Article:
Despite container jams: world trade exceeds pre-crisis level


Status: 07.02.2022 1:05 p.m

Despite the global pandemic and congestion in container shipping, world trade is picking up speed. It is now even above the level before the Corona crisis. However, there are signs of problems in China.

According to a study by the IfW Institute, world trade will increase at the beginning of 2022. Regardless of the aggravated Corona situation, traffic jams in container shipping and global delivery bottlenecks, world trade gained momentum in January compared to the previous month and is now even exceeding the pre-crisis level, the Kiel economists announced today.

The traffic jams on the international routes of container shipping continue to impede the supply of goods and raw materials worldwide. “Around eleven percent of all goods shipped worldwide are currently stuck in traffic jams,” according to the IfW. In the Red Sea, the most important trade route between Europe and Asia, there are currently around eleven percent fewer goods than usual. Against this background, IfW economist Vincent Stamer interprets the ongoing supply bottlenecks as “an expression of an extremely rapid increase in demand that supply cannot keep up with”.

Probleme in China

According to Stamer, the omicron wave has so far primarily posed a threat to China in terms of trade in goods. But that could change: “It is to be feared that delays in China’s container handling would also affect Europe’s trade,” says Stamer. “The Chinese New Year and the hosting of the Olympic Games are a test for China to ensure that the pandemic situation and thus the economic outlook do not deteriorate.”

The Chinese authorities are already fighting smaller strands of infection with tough measures. In the past few weeks, they have imposed lockdowns in several cities across the country. Among other things, this led to production stops in factories, logistical delays and a slump in domestic consumption.

German industry missed pre-crisis level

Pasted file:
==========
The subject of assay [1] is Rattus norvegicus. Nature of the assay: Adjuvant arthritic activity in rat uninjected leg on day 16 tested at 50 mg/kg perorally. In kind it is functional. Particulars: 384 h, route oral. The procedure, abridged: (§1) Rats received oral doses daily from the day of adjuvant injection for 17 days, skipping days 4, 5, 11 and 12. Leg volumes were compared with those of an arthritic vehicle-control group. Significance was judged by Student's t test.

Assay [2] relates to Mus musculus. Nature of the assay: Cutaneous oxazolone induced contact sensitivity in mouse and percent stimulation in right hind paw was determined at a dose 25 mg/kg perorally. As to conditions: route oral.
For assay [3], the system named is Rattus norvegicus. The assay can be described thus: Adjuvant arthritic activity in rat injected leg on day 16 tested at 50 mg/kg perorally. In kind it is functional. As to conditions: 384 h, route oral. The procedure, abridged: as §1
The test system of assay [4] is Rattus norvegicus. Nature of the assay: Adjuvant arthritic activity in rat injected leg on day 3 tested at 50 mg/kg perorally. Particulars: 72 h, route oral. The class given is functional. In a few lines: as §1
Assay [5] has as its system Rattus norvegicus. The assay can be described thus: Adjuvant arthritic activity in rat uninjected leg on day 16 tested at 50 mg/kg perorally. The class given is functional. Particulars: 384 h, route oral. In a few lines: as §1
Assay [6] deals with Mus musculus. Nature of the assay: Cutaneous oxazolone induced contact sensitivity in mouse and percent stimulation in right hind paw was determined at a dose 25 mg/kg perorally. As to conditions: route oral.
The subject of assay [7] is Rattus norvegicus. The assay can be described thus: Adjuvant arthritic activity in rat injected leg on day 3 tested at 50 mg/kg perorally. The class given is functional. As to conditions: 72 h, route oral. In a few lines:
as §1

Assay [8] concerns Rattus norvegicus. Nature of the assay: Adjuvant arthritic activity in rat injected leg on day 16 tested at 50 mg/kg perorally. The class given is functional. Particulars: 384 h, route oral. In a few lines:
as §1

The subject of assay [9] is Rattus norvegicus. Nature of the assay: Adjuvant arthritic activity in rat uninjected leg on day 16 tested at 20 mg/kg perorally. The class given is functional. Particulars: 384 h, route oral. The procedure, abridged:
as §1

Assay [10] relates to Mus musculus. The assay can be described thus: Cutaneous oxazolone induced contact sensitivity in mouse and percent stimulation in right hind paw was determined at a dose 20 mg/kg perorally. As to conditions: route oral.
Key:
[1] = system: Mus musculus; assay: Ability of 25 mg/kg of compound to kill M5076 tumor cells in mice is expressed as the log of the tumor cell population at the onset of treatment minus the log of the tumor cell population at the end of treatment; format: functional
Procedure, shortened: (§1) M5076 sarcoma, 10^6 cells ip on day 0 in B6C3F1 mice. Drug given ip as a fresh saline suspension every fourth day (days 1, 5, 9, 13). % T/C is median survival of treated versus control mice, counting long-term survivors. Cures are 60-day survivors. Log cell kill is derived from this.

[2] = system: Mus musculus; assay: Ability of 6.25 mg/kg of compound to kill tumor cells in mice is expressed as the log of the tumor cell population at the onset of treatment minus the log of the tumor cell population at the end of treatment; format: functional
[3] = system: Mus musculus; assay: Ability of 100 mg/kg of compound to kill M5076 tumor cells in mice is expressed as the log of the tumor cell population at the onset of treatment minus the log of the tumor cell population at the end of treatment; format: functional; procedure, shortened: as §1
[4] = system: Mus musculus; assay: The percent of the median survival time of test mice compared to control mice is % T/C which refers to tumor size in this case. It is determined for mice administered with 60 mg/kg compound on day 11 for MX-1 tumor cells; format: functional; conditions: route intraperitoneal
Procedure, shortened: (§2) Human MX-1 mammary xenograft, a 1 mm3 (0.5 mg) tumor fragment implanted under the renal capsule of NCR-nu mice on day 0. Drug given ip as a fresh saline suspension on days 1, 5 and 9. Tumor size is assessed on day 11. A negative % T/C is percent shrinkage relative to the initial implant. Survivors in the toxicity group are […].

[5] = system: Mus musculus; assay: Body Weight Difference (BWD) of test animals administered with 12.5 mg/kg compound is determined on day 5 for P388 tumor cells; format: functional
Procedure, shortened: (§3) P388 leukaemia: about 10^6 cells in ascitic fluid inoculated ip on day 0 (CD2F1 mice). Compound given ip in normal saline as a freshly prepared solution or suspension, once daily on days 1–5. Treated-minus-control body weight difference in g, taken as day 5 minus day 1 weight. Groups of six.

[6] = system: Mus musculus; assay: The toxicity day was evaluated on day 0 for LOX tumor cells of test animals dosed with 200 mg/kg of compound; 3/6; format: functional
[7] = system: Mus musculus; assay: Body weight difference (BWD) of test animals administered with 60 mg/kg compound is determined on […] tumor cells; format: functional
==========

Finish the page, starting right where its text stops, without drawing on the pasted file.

Meanwhile, German industry continues to struggle with material shortages that are affecting production and value creation. Industry, construction and energy suppliers together produced 3.0 percent more than in the first Corona year 2020, according to the Federal Statistical Office. However, production was still 5.5 percent below the level of the pre-crisis year 2019. According to the statisticians, production even shrank by 0.3 percent compared to the previous month.

According to the Kiel Institute for the World Economy (IfW), industrial production alone was around twelve percent below the level that would actually have been possible given the high level of incoming orders. “This corresponds to lost added value of around 70 billion euros,” said Nils Jannsen, head of the IfW economy.

Dynamics in the coming months?

“The delivery bottlenecks rarely allow the processing of the actually plentiful orders smoothly,” said DIHK economic expert Jupp Zenzen. “That and the loss of staff due to the Omikron wave are dampening expectations of a rapid economic recovery this year.”

The Federal Ministry of Economics is more optimistic and refers to surveys that signaled a gradual resolution of the delivery bottlenecks. “In combination with the high order backlog of the companies, this indicates a dynamic development of the industrial economy in the coming months,” said the ministry.


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